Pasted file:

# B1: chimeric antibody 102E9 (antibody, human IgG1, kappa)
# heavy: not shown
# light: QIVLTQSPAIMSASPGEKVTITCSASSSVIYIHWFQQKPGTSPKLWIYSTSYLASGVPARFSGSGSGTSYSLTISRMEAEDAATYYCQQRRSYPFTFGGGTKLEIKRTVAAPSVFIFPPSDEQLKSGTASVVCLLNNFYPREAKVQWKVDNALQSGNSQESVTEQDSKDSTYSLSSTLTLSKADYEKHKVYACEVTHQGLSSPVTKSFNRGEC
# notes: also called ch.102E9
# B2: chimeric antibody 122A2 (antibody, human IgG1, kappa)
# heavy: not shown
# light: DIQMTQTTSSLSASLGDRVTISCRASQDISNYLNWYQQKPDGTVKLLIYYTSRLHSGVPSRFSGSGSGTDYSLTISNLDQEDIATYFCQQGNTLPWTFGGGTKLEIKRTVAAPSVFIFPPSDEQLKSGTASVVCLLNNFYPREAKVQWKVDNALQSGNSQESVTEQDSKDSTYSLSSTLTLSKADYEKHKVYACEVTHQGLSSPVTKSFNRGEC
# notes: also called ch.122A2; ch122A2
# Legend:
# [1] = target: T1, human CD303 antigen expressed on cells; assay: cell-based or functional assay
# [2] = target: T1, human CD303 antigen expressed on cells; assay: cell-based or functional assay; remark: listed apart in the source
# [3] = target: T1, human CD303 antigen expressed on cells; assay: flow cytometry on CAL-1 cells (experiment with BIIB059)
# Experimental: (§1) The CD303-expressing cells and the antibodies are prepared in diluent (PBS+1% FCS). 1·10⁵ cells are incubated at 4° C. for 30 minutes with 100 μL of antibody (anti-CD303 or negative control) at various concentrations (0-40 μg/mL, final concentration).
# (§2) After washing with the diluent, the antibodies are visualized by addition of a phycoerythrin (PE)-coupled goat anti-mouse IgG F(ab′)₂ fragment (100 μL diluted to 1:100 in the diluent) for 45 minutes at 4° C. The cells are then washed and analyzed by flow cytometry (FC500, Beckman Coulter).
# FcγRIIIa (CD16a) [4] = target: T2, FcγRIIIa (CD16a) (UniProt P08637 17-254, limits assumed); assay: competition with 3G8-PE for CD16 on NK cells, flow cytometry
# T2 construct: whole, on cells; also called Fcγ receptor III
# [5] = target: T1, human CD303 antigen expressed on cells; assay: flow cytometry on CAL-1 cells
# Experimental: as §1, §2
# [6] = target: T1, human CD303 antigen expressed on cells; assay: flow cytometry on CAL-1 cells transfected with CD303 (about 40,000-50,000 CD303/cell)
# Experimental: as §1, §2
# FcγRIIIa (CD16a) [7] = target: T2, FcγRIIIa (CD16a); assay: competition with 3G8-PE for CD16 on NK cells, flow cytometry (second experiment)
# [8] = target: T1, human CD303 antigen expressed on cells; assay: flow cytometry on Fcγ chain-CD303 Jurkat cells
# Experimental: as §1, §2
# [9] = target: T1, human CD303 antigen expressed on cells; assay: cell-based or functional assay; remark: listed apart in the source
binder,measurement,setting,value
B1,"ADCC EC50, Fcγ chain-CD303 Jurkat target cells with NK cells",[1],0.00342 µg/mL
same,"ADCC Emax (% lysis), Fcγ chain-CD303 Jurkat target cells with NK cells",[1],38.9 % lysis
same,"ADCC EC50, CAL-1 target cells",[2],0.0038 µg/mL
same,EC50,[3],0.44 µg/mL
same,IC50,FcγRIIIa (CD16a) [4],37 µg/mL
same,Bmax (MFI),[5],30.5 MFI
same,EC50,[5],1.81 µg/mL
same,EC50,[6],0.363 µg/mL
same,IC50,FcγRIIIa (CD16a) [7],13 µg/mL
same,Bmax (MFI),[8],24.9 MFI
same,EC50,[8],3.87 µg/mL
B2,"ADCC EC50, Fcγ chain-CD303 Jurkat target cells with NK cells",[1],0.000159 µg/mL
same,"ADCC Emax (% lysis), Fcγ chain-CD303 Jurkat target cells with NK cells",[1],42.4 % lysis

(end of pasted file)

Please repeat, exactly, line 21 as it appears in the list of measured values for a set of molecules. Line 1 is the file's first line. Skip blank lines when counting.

# FcγRIIIa (CD16a) [7] = target: T2, FcγRIIIa (CD16a); assay: competition with 3G8-PE for CD16 on NK cells, flow cytometry (second experiment)